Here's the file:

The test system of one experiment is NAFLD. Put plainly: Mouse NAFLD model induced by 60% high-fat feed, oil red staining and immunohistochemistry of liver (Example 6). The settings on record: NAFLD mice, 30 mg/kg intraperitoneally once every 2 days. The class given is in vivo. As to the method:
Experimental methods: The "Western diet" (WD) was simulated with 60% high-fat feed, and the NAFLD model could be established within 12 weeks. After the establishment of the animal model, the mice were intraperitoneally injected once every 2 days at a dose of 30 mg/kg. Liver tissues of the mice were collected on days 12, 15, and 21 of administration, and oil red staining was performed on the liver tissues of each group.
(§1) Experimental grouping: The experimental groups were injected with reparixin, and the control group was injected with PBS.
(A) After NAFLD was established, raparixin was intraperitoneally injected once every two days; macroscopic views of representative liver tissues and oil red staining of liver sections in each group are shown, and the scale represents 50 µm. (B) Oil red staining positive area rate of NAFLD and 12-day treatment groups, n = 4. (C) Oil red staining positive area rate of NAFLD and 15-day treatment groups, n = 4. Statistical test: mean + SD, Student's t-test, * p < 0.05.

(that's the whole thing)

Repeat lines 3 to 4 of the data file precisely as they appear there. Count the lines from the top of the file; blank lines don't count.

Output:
(§1) Experimental grouping: The experimental groups were injected with reparixin, and the control group was injected with PBS.
(A) After NAFLD was established, raparixin was intraperitoneally injected once every two days; macroscopic views of representative liver tissues and oil red staining of liver sections in each group are shown, and the scale represents 50 µm. (B) Oil red staining positive area rate of NAFLD and 12-day treatment groups, n = 4. (C) Oil red staining positive area rate of NAFLD and 15-day treatment groups, n = 4. Statistical test: mean + SD, Student's t-test, * p < 0.05.